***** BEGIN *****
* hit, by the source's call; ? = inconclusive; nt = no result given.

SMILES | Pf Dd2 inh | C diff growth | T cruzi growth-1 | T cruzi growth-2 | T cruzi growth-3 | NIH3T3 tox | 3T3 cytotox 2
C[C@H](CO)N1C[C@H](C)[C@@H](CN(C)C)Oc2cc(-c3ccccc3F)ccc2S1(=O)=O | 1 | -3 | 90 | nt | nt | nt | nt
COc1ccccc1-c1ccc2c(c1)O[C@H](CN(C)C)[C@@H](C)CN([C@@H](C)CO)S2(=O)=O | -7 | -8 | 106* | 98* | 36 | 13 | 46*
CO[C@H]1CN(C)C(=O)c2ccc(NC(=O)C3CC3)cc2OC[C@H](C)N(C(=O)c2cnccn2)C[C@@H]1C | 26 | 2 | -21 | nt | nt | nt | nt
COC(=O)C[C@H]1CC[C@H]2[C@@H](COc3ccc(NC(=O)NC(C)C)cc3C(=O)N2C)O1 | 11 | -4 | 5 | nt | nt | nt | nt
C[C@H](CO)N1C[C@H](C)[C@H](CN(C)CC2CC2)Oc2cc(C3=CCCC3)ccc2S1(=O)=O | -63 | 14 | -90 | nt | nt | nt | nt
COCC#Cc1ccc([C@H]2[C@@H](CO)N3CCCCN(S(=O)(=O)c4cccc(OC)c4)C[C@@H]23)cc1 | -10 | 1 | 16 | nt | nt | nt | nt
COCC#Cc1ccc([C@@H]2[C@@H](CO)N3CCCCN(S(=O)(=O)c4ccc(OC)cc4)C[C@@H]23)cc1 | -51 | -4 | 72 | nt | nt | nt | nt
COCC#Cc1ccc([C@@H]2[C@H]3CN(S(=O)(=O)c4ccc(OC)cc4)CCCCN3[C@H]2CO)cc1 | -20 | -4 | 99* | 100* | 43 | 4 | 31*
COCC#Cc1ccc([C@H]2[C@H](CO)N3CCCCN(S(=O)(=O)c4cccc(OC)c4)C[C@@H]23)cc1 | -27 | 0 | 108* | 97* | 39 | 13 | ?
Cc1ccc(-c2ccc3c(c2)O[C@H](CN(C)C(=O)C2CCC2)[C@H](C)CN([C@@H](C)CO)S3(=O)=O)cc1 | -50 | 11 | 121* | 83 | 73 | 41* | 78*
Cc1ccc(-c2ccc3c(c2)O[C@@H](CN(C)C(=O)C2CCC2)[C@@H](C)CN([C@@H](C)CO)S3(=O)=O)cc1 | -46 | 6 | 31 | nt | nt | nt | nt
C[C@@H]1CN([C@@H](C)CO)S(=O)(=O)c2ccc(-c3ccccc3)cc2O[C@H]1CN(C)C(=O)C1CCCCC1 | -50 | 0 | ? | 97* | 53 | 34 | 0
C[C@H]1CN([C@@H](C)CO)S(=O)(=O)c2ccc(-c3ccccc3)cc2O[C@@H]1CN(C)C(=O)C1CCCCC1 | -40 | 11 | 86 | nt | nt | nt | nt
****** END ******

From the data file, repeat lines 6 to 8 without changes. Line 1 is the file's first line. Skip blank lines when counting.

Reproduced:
COC(=O)C[C@H]1CC[C@H]2[C@@H](COc3ccc(NC(=O)NC(C)C)cc3C(=O)N2C)O1 | 11 | -4 | 5 | nt | nt | nt | nt
C[C@H](CO)N1C[C@H](C)[C@H](CN(C)CC2CC2)Oc2cc(C3=CCCC3)ccc2S1(=O)=O | -63 | 14 | -90 | nt | nt | nt | nt
COCC#Cc1ccc([C@H]2[C@@H](CO)N3CCCCN(S(=O)(=O)c4cccc(OC)c4)C[C@@H]23)cc1 | -10 | 1 | 16 | nt | nt | nt | nt